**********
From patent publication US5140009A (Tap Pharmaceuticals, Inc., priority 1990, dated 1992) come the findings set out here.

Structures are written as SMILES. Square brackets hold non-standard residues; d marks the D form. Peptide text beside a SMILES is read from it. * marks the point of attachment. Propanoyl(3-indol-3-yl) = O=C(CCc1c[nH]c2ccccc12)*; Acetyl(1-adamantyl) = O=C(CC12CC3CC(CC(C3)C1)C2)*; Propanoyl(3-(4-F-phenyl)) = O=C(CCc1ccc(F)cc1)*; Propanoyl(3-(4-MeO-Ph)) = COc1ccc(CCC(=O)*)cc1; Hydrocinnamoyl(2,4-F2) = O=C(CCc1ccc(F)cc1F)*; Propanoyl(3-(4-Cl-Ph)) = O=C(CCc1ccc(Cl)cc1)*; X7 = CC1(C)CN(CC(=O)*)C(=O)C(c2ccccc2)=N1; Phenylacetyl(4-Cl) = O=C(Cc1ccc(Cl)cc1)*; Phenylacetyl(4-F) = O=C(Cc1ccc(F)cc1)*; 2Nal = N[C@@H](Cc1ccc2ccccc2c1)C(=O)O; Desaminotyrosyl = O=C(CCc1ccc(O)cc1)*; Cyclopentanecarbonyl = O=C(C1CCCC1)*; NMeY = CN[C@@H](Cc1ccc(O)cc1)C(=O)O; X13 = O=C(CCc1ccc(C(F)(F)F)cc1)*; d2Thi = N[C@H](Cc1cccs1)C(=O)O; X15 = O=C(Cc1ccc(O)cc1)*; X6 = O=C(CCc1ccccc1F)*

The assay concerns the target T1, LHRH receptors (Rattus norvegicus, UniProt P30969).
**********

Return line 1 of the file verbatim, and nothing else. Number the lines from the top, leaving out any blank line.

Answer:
From patent publication US5140009A (Tap Pharmaceuticals, Inc., priority 1990, dated 1992) come the findings set out here.